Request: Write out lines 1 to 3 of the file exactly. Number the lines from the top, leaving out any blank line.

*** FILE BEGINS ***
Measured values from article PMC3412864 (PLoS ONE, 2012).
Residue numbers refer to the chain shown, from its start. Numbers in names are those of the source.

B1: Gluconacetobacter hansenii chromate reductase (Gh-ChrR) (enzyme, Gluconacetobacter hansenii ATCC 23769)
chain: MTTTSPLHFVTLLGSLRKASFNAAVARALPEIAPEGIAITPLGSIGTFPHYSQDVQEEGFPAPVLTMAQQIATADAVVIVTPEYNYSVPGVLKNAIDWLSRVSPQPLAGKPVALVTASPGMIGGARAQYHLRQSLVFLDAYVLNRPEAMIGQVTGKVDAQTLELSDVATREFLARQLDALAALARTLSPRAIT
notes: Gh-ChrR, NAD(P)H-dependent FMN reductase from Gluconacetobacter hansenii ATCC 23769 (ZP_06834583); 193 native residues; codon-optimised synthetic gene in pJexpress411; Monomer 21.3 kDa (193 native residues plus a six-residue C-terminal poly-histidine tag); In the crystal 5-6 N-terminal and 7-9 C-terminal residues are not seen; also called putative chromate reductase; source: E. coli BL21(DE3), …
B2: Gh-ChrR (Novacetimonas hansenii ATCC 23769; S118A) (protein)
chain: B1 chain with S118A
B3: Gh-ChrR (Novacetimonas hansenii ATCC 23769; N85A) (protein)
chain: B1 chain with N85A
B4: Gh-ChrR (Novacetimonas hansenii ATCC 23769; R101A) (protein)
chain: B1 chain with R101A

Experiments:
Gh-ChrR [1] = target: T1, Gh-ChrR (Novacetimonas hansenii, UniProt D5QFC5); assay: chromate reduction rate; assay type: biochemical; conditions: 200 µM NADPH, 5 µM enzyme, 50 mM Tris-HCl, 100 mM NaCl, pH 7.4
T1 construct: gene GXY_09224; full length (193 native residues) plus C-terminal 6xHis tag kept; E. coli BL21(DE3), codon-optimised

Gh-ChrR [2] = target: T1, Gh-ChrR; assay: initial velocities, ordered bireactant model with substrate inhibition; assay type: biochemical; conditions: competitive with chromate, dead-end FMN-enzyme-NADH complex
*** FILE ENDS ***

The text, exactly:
Measured values from article PMC3412864 (PLoS ONE, 2012).
Residue numbers refer to the chain shown, from its start. Numbers in names are those of the source.

B1: Gluconacetobacter hansenii chromate reductase (Gh-ChrR) (enzyme, Gluconacetobacter hansenii ATCC 23769)